ChildPad, Fuhu’s Nabi, and Oregon Scientific’s MEEP! are all designed specifically for kids, with the concerns of parents in mind. These tablets fit smaller hands and can stand up to the kind of use—and abuse—that kids dish out.
All three tablets feature 7-inch screens with front cameras, run on
Android’s Ice Cream Sandwich operating system, and offer robust parental
controls. All three have internal storage, with optional expansion
slots for up to 32GB via microSD card. The Nabi features 8GB internal
storage, while the MEEP! and Arnova ChildPad offer 4GB internal storage.
I recently had the chance to spend some time with these devices, and I
can tell you they’re certainly kid-friendly. Of course, each has its
pros and cons. Based on the consumer reviews I’ve seen, the ChildPad and
MEEP are both fairly durable, but both seem to be plagued by buggy
operation. The ChildPad navigates like a standard Android device and
comes with a six-month trial subscription to parental controls. The
MEEP! has possibly the best parental control options, allowing parents
to monitor activity remotely and blocking access to the Google Play
Store. However, navigating the MEEP! tends to be a little less
intuitive, as the user relies on an on-screen wheel to select apps, etc.
From my experience, I’ve found that both devices will get the job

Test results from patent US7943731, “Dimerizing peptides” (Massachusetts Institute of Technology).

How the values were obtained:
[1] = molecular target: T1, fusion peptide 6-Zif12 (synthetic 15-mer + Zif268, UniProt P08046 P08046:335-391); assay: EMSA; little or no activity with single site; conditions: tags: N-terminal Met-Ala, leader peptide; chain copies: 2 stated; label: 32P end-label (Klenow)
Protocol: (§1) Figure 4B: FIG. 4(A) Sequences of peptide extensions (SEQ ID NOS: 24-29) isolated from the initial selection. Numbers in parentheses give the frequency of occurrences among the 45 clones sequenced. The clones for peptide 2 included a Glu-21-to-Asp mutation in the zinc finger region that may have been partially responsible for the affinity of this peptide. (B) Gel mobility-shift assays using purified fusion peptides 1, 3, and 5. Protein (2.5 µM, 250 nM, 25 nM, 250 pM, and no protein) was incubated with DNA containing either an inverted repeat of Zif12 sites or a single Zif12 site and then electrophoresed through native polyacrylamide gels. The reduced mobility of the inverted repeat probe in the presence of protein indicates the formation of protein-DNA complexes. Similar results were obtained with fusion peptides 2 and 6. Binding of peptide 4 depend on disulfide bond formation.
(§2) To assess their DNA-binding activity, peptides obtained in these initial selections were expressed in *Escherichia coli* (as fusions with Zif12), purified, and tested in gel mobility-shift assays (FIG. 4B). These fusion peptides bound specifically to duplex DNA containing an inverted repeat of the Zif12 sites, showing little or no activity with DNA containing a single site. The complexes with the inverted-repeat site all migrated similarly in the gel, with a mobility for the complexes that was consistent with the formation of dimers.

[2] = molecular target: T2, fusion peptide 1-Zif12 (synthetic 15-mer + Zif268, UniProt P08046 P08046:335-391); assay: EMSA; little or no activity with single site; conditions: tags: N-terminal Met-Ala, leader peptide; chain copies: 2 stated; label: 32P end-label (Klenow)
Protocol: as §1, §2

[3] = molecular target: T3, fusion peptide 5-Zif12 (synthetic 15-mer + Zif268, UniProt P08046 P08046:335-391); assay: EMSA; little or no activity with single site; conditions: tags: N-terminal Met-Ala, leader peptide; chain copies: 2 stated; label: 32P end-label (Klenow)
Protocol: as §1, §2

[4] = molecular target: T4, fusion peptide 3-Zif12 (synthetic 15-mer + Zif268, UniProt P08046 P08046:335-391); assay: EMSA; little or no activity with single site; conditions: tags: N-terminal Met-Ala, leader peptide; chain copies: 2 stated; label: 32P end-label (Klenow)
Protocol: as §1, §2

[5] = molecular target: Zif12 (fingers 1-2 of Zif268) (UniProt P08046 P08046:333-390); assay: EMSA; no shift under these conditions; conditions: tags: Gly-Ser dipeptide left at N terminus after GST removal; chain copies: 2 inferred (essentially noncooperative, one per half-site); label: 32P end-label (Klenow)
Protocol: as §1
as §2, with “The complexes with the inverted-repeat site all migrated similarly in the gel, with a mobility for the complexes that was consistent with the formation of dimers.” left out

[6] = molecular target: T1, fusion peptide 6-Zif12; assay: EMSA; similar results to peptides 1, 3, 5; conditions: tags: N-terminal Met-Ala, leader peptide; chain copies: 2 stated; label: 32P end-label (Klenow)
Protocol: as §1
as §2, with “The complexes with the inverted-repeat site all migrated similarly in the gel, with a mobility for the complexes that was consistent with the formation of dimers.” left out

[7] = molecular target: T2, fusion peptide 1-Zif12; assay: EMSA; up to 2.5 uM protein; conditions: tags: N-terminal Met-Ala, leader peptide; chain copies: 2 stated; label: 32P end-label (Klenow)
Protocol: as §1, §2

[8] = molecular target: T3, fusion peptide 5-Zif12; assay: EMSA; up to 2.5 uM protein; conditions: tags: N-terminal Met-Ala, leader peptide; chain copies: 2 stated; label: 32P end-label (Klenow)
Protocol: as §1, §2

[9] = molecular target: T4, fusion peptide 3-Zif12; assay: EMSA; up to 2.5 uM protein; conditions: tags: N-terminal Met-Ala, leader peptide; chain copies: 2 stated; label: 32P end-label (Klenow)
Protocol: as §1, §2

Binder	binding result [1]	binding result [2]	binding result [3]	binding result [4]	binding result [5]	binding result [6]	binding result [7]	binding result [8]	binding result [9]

done. Aside from games and apps, you can access eBooks and audiobooks on
both tablets using OverDrive Media Console for Android.
The device that most impressed me was the Nabi. It does look a
little strange, given the raised, plastic grid on the back—which lets
kids personalize their devices with little decorative tiles called
KINABIs—and the soft, rubber bumper around the edges that gives the
corners a stretched look. This bumper is a protective feature that you
can see in action in the “Drop Test”
videos posted at the Nabi website. The Nabi comes loaded with an
impressive array of educational apps. A chore calendar enables parents
to assign values to tasks. By completing tasks, kids earn coins they can
spend on games. Mommy mode lets parents create a list of acceptable
sites the child can visit on the device’s browser. And, of course, the
Nabi supports library eBooks and audiobooks via the OverDrive Media Console for Android app.
By Justin Noszek, Support Services Specialist at OverDrive.
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